From a foot position perspective, when the heel is higher than the forefoot during the downstroke, the direction of force is going across the top of the pedal, not into it – hence, the prior example of the foot slipping off the pedal when wearing sneakers.

Aside from not knowing the proper mechanics, there are three primary variables as to why this occurs:

  1. Too forward of a saddle position
  2. Poor ankle (soleus) flexibility
  3. High ankle/heel position at 12 o’clock

Conversely, in respect to correct pedaling mechanics, at the 12 o’clock position, the foot should be flat or with a slight drop of the ankle. This position sets a cyclist up to have a solid platform to push against.

Below images of what correct and incorrect foot/ankle positions look like at 12 and 9 o’clock.

Below are two videos that depict correct and incorrect pedaling mechanics while riding – note, the heel drop in the video is exaggerated to denote the ‘pushing’ aspect of the pedal stroke.

Correct Pedaling Mechanics
Incorrect Pedaling Mechanics

Strong Muscles

While dropping the heel during the downstroke may seem like a small mechanical feature, not only does it impact the power transfer, but also the primary muscles being utilized. When pushing down on the pedals with the heels up, the quadriceps are emphasized. However, when you drop the heels during the down stroke, the glutes are much more involved. As the glutes are much more powerful than the quads in a pushing motion, it increases the force than is being generated by a cyclist. Think about it… in a gym setting, can you ‘lift’ more weight on the leg press (glutes) or leg extension (quads) machine? The leg press… by far!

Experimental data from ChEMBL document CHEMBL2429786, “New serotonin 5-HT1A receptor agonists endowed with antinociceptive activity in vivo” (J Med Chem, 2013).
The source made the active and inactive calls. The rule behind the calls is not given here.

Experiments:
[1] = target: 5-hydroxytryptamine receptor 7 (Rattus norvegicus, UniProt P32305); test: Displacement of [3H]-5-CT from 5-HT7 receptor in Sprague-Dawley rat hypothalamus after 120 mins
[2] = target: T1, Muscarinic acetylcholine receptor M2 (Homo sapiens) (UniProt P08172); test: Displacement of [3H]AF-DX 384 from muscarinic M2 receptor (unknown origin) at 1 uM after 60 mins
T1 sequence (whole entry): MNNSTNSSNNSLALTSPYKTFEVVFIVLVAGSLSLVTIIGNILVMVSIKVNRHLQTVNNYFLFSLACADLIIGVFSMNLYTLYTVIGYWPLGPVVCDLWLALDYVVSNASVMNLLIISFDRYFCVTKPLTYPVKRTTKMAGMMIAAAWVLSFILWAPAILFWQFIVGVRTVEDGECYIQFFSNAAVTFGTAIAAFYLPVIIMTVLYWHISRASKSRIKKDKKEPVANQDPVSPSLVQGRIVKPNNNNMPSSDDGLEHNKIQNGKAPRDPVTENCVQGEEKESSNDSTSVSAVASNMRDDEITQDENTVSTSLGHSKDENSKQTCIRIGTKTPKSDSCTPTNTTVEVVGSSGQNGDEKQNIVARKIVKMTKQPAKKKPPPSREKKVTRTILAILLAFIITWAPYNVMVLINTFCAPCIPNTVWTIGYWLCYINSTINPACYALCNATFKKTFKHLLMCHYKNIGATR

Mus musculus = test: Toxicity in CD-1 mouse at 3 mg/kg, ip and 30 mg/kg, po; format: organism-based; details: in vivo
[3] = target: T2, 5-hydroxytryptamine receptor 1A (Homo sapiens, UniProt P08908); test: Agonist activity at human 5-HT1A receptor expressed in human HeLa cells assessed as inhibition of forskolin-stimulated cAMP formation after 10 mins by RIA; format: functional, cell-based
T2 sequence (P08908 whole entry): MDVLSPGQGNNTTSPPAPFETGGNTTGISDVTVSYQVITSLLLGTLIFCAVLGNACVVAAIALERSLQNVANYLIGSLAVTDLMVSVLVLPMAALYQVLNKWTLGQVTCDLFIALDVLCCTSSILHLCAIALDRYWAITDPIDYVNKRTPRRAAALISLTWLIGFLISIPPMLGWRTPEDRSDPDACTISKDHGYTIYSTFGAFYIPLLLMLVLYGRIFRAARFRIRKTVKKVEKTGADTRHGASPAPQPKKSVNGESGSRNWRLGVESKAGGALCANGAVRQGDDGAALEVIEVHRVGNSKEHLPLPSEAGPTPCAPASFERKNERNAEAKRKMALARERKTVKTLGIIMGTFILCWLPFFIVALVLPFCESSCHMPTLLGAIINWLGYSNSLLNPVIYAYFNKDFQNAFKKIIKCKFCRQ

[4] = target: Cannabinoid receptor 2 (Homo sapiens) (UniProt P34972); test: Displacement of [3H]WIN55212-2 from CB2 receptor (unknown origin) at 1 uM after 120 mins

Hip Motion

Another issue often correlated with a high heel position at 12 o’clock is that the hips often tilt side-to-side. This is often the case with new cyclists.

Regardless if the foot/ankle mechanics of a cyclist are efficient or not, the more time a cyclist spends riding with a particular form, they will become used to it and likely, their body will adapt to it. For example, if you look at professional cyclists with poor pedaling mechanics, their pedal stroke still looks quite fluid and their hips don’t rock side-to-side. But… this is by no means indicative of correct form but rather that they have adapted to it over a period of time.

Summary

If you’re looking to improve your efficiency and power on the bike, it’s fine to add in strength training, intervals and explosive-type training – however, the starting point should be addressing your pedaling mechanics and specifically, ankle dorsiflexion during the downstroke.

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Rick Prince is the founder/director of United Endurance Sports Coaching Academy (UESCA), a science-based endurance sports education company. UESCA educates and certifies running and triathlon coaches (cycling and ultrarunning coming soon!) worldwide on a 100% online platform.

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Rick Prince

Rick Prince

Founder/Director of United Endurance Sports Coaching Academy (UESCA).